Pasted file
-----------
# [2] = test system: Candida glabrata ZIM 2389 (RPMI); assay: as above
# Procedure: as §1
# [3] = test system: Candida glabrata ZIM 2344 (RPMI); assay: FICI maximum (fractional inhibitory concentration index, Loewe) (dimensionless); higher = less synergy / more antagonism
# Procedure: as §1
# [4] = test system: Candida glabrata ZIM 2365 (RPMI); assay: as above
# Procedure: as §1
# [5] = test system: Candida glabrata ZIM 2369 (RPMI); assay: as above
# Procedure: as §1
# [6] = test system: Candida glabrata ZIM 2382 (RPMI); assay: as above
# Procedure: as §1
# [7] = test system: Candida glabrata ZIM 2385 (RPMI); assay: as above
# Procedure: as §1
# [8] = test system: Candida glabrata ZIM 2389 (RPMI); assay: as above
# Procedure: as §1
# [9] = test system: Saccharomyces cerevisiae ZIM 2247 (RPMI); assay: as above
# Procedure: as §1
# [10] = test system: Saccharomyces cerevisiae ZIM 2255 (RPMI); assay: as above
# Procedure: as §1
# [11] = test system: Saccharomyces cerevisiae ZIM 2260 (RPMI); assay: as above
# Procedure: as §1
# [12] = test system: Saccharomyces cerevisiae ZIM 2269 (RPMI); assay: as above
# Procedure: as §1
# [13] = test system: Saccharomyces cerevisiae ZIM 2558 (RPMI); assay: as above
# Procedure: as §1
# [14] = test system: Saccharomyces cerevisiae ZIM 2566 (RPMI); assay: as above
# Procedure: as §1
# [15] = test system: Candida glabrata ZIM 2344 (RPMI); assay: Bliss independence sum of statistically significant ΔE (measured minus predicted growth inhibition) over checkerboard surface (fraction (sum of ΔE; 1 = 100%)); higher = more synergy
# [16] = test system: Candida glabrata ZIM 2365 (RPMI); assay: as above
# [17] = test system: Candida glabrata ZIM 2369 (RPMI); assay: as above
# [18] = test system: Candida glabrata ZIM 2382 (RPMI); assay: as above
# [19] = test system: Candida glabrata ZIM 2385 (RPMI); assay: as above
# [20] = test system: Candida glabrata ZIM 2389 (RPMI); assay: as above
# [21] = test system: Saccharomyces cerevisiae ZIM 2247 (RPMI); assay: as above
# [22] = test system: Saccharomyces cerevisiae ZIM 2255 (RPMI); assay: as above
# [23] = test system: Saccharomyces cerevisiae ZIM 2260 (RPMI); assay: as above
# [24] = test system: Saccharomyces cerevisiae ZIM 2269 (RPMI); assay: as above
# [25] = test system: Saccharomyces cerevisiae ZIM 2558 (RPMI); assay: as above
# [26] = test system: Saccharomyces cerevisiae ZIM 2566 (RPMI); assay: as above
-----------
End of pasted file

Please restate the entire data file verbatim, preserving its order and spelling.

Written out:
# [2] = test system: Candida glabrata ZIM 2389 (RPMI); assay: as above
# Procedure: as §1
# [3] = test system: Candida glabrata ZIM 2344 (RPMI); assay: FICI maximum (fractional inhibitory concentration index, Loewe) (dimensionless); higher = less synergy / more antagonism
# Procedure: as §1
# [4] = test system: Candida glabrata ZIM 2365 (RPMI); assay: as above
# Procedure: as §1
# [5] = test system: Candida glabrata ZIM 2369 (RPMI); assay: as above
# Procedure: as §1
# [6] = test system: Candida glabrata ZIM 2382 (RPMI); assay: as above
# Procedure: as §1
# [7] = test system: Candida glabrata ZIM 2385 (RPMI); assay: as above
# Procedure: as §1
# [8] = test system: Candida glabrata ZIM 2389 (RPMI); assay: as above
# Procedure: as §1
# [9] = test system: Saccharomyces cerevisiae ZIM 2247 (RPMI); assay: as above
# Procedure: as §1
# [10] = test system: Saccharomyces cerevisiae ZIM 2255 (RPMI); assay: as above
# Procedure: as §1
# [11] = test system: Saccharomyces cerevisiae ZIM 2260 (RPMI); assay: as above
# Procedure: as §1
# [12] = test system: Saccharomyces cerevisiae ZIM 2269 (RPMI); assay: as above
# Procedure: as §1
# [13] = test system: Saccharomyces cerevisiae ZIM 2558 (RPMI); assay: as above
# Procedure: as §1
# [14] = test system: Saccharomyces cerevisiae ZIM 2566 (RPMI); assay: as above
# Procedure: as §1
# [15] = test system: Candida glabrata ZIM 2344 (RPMI); assay: Bliss independence sum of statistically significant ΔE (measured minus predicted growth inhibition) over checkerboard surface (fraction (sum of ΔE; 1 = 100%)); higher = more synergy
# [16] = test system: Candida glabrata ZIM 2365 (RPMI); assay: as above
# [17] = test system: Candida glabrata ZIM 2369 (RPMI); assay: as above
# [18] = test system: Candida glabrata ZIM 2382 (RPMI); assay: as above
# [19] = test system: Candida glabrata ZIM 2385 (RPMI); assay: as above
# [20] = test system: Candida glabrata ZIM 2389 (RPMI); assay: as above
# [21] = test system: Saccharomyces cerevisiae ZIM 2247 (RPMI); assay: as above
# [22] = test system: Saccharomyces cerevisiae ZIM 2255 (RPMI); assay: as above
# [23] = test system: Saccharomyces cerevisiae ZIM 2260 (RPMI); assay: as above
# [24] = test system: Saccharomyces cerevisiae ZIM 2269 (RPMI); assay: as above
# [25] = test system: Saccharomyces cerevisiae ZIM 2558 (RPMI); assay: as above
# [26] = test system: Saccharomyces cerevisiae ZIM 2566 (RPMI); assay: as above